Fiji: Pretenders or contenders?
By Billy Painter and Alastair Finn
Last Updated: 16/11/17 4:33pm
As we enter the quarter-final stage of the Rugby League World Cup there has been a lot of focus on Tonga's upset against New Zealand, PNG's formidable displays in Port Moresby, and whether England or New Zealand can lift their game in the knockout stages to cause a serious threat to the Aussies.
One nation that has flown under the radar though is Fiji. With a 100 percent record throughout the group stages and an impressive points difference of 140 amassed in the process, the Fijians should not be overlooked.
The 2017 tournament marks Fiji's fifth consecutive World Cup appearance, and after making the semi-finals in 2008 and 2013 - surely their next goal has to be going that one step further and making the Final on December 2.
Mick Potter's side eased past the USA 58-12 in their opening game before really turning on the style against Wales the following week, posting 14 tries in a 72-6 rout. Melbourne Storm winger Suliasi Vunivalu grabbed a hat-trick in that win and backed it up the following week with another against Italy - a match that Fiji won 38-10.
It's debatable how much the group games really tested Fiji, with all three opponents fielding some part-time players and all three playing on southern hemisphere territory - an advantage that can be often overlooked. To rack up those scorelines however, is nonetheless impressive and should be commended.
Their next challenge is of a different calibre though when they face New Zealand, in Wellington. The Kiwis on home soil will pose a much greater threat, and the outcome of this game will give a real indicator of where Fiji are at as a side and how close they are to rugby league's tier one nations.
Having suffered only their fourth defeat in their last four World Cups last week - three of those losses have been in finals - New Zealand have an excellent record before Saturday's showdown.
It will be interesting to see how David Kidwell's side react following the defeat to Tonga. Will that result trigger a more determined mindset from the Kiwis, a side now more hungry for World Cup success? Or will we see a side that has their confidence knocked and become doubtful of whether they can challenge for honours? Fiji will be hoping for the latter.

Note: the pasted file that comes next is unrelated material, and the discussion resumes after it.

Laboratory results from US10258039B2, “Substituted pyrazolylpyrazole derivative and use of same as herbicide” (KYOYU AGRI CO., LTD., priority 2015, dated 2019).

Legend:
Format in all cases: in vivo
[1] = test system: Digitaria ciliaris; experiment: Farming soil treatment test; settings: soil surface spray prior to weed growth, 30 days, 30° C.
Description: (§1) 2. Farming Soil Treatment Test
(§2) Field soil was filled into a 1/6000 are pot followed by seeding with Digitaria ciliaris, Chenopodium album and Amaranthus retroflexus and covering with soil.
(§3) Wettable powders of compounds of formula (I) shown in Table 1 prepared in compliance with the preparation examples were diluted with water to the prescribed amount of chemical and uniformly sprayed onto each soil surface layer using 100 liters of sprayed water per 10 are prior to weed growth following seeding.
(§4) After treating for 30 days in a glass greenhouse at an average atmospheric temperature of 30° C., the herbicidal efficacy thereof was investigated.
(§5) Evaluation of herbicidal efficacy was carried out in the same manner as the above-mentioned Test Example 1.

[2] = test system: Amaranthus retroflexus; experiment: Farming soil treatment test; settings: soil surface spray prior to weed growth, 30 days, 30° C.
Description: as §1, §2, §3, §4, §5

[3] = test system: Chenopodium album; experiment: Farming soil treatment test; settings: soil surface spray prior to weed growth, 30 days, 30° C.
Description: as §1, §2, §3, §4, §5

Cutting out the amount of errors they make will be crucial if they are to shock the Kiwis. Fiji play an expansive brand of rugby league, with trick plays aplenty - but of course this comes with a degree of risk that they will have to be wary of.
Jarryd Hayne and Henry Raiwalui in the halves will need to continue to steer their side around the park, and they will need their backline - which has been sensational thus far - to fire once again. Manly hooker Apisai Koroisau has been highly influential throughout also, his quick scoots out of dummy half instantly putting sides' defensive lines on the back foot and gaining valuable metres up field in the process.
Hayne, whose try against Wales made him the leading try scorer in World Cup history, has a plethora of big-game experience and will be need to be at his very best on Saturday. 'The Hayne Plane' has featured at stand-off in all three games so far for Fiji, a position that the Gold Coast Titan is not overly accustomed to - not only does this show the versatility of Hayne, but the strength of backs available to Mick Potter.
The Fijian backline of Marcelo Montoya, Akuila Uate, Taane Milne and Vunivalu provide a huge threat to any defence, and guided by a controlling influence of captain Kevin Naiqama at full-back, puts Mick Potter's 1-5 up there with the strongest in the World Cup. This backline has remained unchanged throughout the tournament too, offering a very settled and finely-tuned composition that has grown game-on-game.
NRL 2017 top try-scorer Suliasi Vunivalu unsurprisingly takes his club form for Melbourne into the World Cup and currently sits top of the World Cup try-scorers' charts - scoring eight in the opening three games. The speed, step and power of the 21-year old is something to marvel at, dazzling the crowds and causing endless unrest to opposition defences. He's a special player and someone that you wouldn't back against hitting a double-figure try tally come the end of the tournament.
It will be an intriguing contest when Fiji face New Zealand on Saturday - Fiji are a side that have been on the periphery for a many years.
With the team they possess in 2017 we will see whether they have the playing personnel required and whether they have managed to tweak the finer details to mount a challenge this time round - and announce themselves as a genuine threat in world rugby league.